The Two Faces of Mark Twain

Authors

DOI:

https://doi.org/10.58963/qausrj.v1i3.87

Keywords:

drama
,
Dramatic literature
,
comedy

Abstract

] a man can never be a humorist in thought or in deed, until he can feel

the springs of pathos [ ... ]. Trust me, he

was never yet properly funny who was

not capable at times of being very serious.

Mark twain (Quoted by McNaughton 12).

 

The genius and personality of Samuel Langhorne Clemens (Mark Twain) were marked by contrary pulls, and that among other reasons made him one of the most controversial figures of his time. He was certainly not the vulgar funny man that Matthew Arnold made him out to be, but a very interesting and multi-faceted personality who, far from writing only for the uncultivated masses, addressed some very serious questions that are still central to American life: for instance, social responsibility versus personal and domestic irresponsibility, juvenile innocence versus adult criminality, racism as practiced by individuals and institutions versus liberal humanism, and slavery versus freedom and so on.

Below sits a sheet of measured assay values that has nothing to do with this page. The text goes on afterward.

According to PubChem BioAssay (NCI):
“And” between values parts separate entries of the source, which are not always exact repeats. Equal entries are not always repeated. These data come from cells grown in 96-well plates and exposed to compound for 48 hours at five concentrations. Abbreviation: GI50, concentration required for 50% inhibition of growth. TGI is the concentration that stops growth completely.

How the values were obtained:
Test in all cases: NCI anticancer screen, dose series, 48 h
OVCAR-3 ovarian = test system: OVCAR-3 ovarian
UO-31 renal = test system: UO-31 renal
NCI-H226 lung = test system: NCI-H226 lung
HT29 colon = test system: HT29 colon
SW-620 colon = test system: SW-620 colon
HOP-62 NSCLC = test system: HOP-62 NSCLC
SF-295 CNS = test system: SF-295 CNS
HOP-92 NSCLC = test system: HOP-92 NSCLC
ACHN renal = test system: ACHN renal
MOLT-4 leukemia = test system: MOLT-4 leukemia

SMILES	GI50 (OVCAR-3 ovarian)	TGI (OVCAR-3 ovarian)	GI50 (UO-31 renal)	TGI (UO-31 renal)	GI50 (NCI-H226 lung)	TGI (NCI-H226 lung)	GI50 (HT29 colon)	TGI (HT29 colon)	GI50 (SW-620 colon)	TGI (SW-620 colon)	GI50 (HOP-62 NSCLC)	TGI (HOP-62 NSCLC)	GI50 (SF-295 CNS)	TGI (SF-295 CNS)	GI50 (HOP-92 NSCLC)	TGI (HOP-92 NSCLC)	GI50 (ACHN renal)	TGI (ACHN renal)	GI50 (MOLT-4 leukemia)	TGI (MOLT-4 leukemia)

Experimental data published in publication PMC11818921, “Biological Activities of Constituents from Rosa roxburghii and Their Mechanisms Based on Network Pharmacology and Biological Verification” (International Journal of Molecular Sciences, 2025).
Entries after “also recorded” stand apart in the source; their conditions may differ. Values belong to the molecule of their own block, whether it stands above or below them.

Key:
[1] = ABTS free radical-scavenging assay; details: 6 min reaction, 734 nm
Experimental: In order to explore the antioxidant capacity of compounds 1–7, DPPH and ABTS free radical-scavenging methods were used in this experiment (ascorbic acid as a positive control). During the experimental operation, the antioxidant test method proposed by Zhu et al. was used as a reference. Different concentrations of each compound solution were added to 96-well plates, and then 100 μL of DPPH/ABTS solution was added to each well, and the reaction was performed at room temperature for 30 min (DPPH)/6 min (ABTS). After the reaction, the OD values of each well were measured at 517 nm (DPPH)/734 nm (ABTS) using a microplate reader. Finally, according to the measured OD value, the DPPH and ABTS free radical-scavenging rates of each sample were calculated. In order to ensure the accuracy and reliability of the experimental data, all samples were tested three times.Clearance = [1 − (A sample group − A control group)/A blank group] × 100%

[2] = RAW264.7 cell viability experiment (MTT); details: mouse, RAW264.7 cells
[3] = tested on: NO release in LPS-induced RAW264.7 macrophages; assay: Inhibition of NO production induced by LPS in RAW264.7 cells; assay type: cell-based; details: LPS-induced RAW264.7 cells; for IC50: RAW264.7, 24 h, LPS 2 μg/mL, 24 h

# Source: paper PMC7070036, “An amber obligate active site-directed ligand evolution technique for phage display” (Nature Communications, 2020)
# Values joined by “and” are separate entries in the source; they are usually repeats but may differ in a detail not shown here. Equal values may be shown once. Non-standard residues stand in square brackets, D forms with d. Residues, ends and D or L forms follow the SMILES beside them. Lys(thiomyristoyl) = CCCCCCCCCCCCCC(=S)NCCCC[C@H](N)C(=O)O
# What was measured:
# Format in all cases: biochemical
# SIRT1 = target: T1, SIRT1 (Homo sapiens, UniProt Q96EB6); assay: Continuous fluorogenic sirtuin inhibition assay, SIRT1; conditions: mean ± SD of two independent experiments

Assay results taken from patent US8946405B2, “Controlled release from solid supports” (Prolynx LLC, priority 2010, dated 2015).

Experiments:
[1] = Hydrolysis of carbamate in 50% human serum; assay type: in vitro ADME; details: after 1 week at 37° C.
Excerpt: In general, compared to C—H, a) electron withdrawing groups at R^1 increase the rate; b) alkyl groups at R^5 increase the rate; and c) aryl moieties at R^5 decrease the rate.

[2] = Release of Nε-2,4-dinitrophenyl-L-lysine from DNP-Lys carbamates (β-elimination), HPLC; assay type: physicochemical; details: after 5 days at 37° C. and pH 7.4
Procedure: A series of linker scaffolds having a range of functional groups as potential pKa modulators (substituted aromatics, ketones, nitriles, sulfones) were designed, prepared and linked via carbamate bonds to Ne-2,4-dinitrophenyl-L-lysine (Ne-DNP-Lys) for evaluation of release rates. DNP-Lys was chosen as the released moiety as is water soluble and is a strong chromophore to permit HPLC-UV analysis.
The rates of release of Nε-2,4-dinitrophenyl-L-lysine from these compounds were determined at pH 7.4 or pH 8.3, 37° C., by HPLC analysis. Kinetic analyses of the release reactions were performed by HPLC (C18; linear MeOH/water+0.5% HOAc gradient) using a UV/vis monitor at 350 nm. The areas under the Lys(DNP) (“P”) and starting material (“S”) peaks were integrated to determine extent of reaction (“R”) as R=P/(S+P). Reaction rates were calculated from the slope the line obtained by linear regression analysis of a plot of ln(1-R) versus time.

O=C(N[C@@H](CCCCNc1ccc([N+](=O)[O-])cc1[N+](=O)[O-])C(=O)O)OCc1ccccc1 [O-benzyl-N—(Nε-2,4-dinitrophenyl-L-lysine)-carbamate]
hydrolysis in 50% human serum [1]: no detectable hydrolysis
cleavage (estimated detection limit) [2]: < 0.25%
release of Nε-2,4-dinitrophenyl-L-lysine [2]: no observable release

Mark Twain's life and works represent baffling contradictions an continuing conflicts that were largely unsuspected during his lifetime and for a considerable period afterwards; he was a humorist who combined the role of the comedian and the buffoon with that of the philosopher, cynic and satirist; an optimist who believed in all kinds of unheard-of inventions and eccentric modem gadgets, and landed in bankruptcy by pouring money into those gadgets in the certainty that one day they would make him fabulously rich; a pessimist who believed that life was basically a bad dream, that money ruled the world and that money was intrinsically evil; a savagely cynical realist as well as an idealist who had his own Utopia to project.

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References

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Published

2008-06-30

How to Cite

Hussein , D. A. M. (2008). The Two Faces of Mark Twain. Queen Arwa University Journal, 3(3), 24. https://doi.org/10.58963/qausrj.v1i3.87

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